Holland & Holland's Shotgun Shell-motif lining: A true classic
I know that it is quite common on the various style fora for members to bemoan the demise of everything from traditional tailoring techniques to classic haberdashers. I found myself in the men's shoe section at the Barney's Warehouse sale just last week engaging in this very same behavior. Looking at the truly pitiful offerings in my size, I could not help but think back to the days when the racks were filled with a decent variety of benchgrade and handgrade shoes from Crockett & Jones. Indeed, my first pair of suede shoes was a pair of benchgrade C&J Conistons in dark brown for under $200. At later sales, I was fortunate to find handgrade suede chukkas and even a pair of Cliffords in antique chestnut at under $300 per pair.
While the proliferation of sample sales continues unabated today, the truly mind-boggling sample sales and online feeding frenzies of the pre-Financial Crisis 2000s appear to be gone, if not forgotten. With the last of the Paul Stuart sample sales occurring in 2009 (and that later iteration a sickly step-child of the 2005-2006 incarnations, I think it is safe to say that the first Golden Age (2002-2008) has come and gone.
My first introduction to an absolute madhouse of a sample sale were the Holland & Holland employee sales. I still have quite a few baby alpaca sweaters, canvas rain coats, and silk v-neck sweaters, all drastically reduced from H&H's stratospheric retail prices and purchased for under $50 per item. Most of the items have been worn fairly regularly for years now and have attained a nice worn-in look. Not the African safari worn-in look, just the urban-jungle worn-in look.
Holland & Holland Norfolk Shooting Jacket.
A heavy jacket with an action back, I believe the wool is coated in teflon.
One button on the sleeve cuff, made in England.
I believe the retail price at the time was over $1000. Sale price: $50.
Holland & Holland was the start of a stretch of some of the greatest sales that I've ever come across. I've already written to some extent on the Paul Stuart sales, but they were truly an event without parallel for a young dandy interested in well-made British shoes on a budget. One is hard-pressed to find the words to describe that moment when, after waiting in line for 50 minutes, you are given permission to enter the sale - you take a few steps into the breach . . . only to be met by row upon row of discounted Grenson Masterpieces made for Paul Stuart's Stuart's Choice line.
Spoils from the Paul Stuart sale.
Grenson Masterpieces for Stuart's Choice line. $250 from $698 retail price.
If one thought that Paul Stuart would remain the gold-standard for decades to come, one was pleasantly surprised to find how quickly Asprey came along to challenge for the title "Greatest Warehouse Sale Ever." As I look through the spoils, it is still too difficult to decide which purchase was best: the 100% cashmere overcoat sample with patch pockets and turn back-cuff with faux cuff-links (I will get around to taking pictures of this, my favorite overcoat, sometime soon), or the Edward Green tasseled loafers in mink suede for under $200? Oh, decisions, decisions.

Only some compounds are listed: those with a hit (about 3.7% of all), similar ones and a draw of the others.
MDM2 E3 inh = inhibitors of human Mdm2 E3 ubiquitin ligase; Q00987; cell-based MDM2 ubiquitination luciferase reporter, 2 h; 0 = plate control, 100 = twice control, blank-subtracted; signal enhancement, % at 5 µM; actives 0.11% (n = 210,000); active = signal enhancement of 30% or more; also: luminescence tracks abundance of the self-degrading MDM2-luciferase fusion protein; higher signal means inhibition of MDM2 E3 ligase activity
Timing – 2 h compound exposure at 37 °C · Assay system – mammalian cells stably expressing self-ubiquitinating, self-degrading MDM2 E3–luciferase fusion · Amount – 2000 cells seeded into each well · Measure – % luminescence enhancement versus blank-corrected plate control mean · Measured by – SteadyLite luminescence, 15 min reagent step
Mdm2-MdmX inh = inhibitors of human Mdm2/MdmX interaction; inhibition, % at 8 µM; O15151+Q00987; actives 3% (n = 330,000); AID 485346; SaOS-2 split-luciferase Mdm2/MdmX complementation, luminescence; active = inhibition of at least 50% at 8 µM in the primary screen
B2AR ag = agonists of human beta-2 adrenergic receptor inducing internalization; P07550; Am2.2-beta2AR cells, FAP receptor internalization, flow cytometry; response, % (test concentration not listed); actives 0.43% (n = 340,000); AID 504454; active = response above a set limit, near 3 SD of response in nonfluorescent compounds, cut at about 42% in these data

Edward Green mink suede tasseled loafers for Asprey. $185.
Mind you, these were just the warehouse sales. The on-line feeding frenzies were even more exciting because a certain amount of faith is required to purchase sight unseen based on the reports of others. My first introduction to these types internet stampedes was via the now legendary Bennie's Grenson Masterpiece sales. I'm not ashamed to say that I purchased my first pair of Northampton shoes via Bennies. The next frenzy, around 2005 or 2006, was the equally legendary Crockett & Jones for Tom James close-out. A pair of handgrade C&Js for $150 each? I'll take two pairs of semi-brogue Bartons, one in black and one in antique chestnut, please. To this day, aside from one other pair of Johnston & Murphy Handmade 100s, my only pair of black shoes (I'll take pictures soon, I promise).
The on-line feeding frenzy reached its apex, in my opinion, with the great Ralph Lauren Woodbury Commons Purple Label snatch and grab of 2006 (or was it 2007?). Cashmere blazers for $300. Cashmere blend, custom fit 3-piece suits from $4000 to $300, sight unseen? Let's take a chance!
RLPL cashmere/wool blend 3-piece suit in charcoal grey.
Deciding to purchase based on a sales associate's description over the phone, it was worth the gamble.
Unfortunately, the good times had to come to an end. Gradually, the magnificent warehouse sales disappeared. Holland & Holland closed their 57th street shop - Turnbull & Asser now resides at that location. Asprey also closed up shop on 5th Avenue, moving to a smaller location. Paul Stuart kept the warehouse sale around a bit longer than some of the others, but it too has not been seen in many seasons. The online frenzies are a thing of the past as well - spoken about in hushed, reverential tones by the old-timers and mentioned with just a slight air of disbelief by the next generation.
Some of the new sales are very good, but none of them approach the jaw-dropping levels of yesteryear. An honorable mention goes to Brunello Cucinelli's spring sale, which dropped to 80% off all items on the last few days. The normally outrageously priced BC cashmere v-necks and zip-ups were reduced from $860 to $160 or $170. A great deal, to be sure, but . . .
Spoils from the Brunello Cucinelli Sample Sale.
In the meantime, we'll wait patiently for the second Golden Age, or the first Silver Age, or whatever it may be called, to begin again. See you on the line.